Q: What do you like most about being in the studio? And what’s your biggest strength in the studio?

“I love hiring great players. I’m always on the edge of my seat wondering what they’re going to put on the song. I would say my best skill is staying out of the way, when genius starts to happen.”

Q: With artists cutting fewer outside songs, have you noticed a change in the quality of material on the radio?

“I don’t know many artists who can consistently write hits and still keep up with everything else they’ve got to do. There are smashes waiting to be cut that won’t see the light of day, because the artist is not involved in the song. Sometimes it puts me in a tough spot, and I have to defend my producing and writing with artists. But I tell writers to find a great artist, get in the trench, spend six months to a year working with them creatively, and bring that artist up to where they’re at least competitive with what radio wants. If I were a producer who didn’t write, I would be telling my artist the same thing…find great writers and bring your songs up to snuff.”

Q: Are publishers and songwriters doing more guitar/vocal demos to save money?

“It’s hard to go into labels anymore with a sparsely produced demo. A lot of label execs can’t hear a hit from a guitar/vocal. That’s why so many people are doing huge demos. They’re trying to make it sound like a hit on the radio. I might play something pared down for someone with a good ear, but does it give he/she the tools to take the song to the next level?”

By the late 70’s, Hill had his sights set on Nashville. Several folks including famed bassist/producer Henry Strzelecki had shown interest in his songs. Dianne Petty introduced Hill to Blake Mevis, Tony Brown and David Conrad (the latter two from Hill’s hometown Winston-Salem, NC). Merlin Littlefield signed Hill to ASCAP, and Mae Axton encouraged him to make the move. He relocated here in 1977 after Jonathan Stone tipped him off to a tape duplicating gig at ATV Music.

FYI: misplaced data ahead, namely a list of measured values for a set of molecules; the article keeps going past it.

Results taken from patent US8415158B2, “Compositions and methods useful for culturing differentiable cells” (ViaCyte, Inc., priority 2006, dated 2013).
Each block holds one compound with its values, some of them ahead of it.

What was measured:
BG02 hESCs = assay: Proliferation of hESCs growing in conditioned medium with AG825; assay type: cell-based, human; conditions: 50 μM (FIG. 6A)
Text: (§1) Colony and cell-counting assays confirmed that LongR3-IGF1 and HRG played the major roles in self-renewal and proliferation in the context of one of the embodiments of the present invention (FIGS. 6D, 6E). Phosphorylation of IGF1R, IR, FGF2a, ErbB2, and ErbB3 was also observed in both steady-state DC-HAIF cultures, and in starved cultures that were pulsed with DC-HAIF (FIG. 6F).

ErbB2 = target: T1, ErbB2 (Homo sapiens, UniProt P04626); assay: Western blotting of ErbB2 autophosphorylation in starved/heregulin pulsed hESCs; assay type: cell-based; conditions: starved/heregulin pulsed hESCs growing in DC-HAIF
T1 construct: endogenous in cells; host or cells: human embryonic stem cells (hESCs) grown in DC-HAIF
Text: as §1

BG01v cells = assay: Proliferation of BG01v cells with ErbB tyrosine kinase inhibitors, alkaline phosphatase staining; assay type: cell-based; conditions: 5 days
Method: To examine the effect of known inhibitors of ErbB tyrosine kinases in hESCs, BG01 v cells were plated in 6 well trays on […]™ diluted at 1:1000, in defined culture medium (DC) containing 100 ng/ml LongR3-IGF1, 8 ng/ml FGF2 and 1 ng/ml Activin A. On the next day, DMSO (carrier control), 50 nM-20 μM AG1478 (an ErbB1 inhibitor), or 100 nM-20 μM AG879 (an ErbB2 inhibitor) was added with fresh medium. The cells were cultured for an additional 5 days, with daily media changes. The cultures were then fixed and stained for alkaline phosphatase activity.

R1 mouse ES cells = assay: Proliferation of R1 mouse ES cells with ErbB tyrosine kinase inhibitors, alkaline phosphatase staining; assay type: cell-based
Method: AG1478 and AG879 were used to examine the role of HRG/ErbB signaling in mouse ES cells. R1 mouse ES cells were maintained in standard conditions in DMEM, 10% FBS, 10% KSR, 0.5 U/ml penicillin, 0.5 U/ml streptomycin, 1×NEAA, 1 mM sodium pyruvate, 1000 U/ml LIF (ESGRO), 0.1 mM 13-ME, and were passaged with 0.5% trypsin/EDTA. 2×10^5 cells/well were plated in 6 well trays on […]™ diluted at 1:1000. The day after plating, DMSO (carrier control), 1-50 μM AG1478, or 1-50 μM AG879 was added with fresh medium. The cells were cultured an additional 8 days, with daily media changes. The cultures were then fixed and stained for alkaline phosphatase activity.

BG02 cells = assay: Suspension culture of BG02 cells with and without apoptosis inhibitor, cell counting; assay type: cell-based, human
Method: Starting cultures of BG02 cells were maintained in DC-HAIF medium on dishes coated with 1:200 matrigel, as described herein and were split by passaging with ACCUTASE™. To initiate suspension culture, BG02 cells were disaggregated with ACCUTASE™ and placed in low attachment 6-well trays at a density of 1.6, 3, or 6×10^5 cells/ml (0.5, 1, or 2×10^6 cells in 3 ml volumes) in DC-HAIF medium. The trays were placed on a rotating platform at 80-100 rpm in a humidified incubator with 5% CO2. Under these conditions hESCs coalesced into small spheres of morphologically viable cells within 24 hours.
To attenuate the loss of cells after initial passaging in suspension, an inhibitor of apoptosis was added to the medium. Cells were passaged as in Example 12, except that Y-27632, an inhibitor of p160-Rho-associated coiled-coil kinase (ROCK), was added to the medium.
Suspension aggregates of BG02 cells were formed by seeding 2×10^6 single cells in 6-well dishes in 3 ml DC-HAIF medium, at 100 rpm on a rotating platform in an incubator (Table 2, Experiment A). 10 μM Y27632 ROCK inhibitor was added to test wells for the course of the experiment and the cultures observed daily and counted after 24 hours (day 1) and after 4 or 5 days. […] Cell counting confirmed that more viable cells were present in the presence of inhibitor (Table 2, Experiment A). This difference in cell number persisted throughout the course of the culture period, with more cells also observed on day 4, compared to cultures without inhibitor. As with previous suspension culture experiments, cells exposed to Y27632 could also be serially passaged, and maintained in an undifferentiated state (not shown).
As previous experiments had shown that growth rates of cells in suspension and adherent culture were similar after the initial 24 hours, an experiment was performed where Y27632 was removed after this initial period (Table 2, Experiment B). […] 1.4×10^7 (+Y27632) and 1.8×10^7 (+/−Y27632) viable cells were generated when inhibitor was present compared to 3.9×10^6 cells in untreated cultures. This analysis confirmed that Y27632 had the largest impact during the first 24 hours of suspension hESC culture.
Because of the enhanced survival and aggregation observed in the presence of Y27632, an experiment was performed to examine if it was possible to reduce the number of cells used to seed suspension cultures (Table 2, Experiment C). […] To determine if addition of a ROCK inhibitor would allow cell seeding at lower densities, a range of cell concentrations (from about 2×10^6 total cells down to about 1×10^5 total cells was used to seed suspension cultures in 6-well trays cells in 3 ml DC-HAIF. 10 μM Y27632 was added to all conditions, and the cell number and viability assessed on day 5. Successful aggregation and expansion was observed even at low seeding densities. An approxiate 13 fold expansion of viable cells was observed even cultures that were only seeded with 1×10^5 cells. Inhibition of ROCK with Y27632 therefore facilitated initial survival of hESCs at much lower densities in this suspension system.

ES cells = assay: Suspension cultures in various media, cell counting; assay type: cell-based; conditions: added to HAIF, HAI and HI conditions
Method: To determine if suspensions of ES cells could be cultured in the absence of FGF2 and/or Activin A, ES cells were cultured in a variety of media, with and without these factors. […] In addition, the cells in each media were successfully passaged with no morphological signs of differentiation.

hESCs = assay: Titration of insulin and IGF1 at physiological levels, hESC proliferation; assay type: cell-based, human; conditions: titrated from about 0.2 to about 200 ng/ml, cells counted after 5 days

Hill quickly graduated from tape duplicating to songplugging and his first songwriting deal at ATV was signed the following year, while he continued to plug the ATV catalog.

Among his first hits was “Out Of Your Mind” recorded by Joe Sun, and co-written with Dennis Knutson; and “Pickin’ Up Strangers” recorded by Johnny Lee. When Hill and Blake Mevis penned George Strait’s first No. 1, “Fool Hearted Memory,” the flood gates opened and the hits kept coming.

During this period, two of Byron’s most prolific co-writing partnerships developed, with Georgia songwriter Mike Dekle, and UK songwriter Tony Hiller, and that catapulted a slew of recordings by Juice Newton, Conway Twitty, Mel McDaniel, Ricky Skaggs, Margo Smith, and Reba McEntire, just to name a few.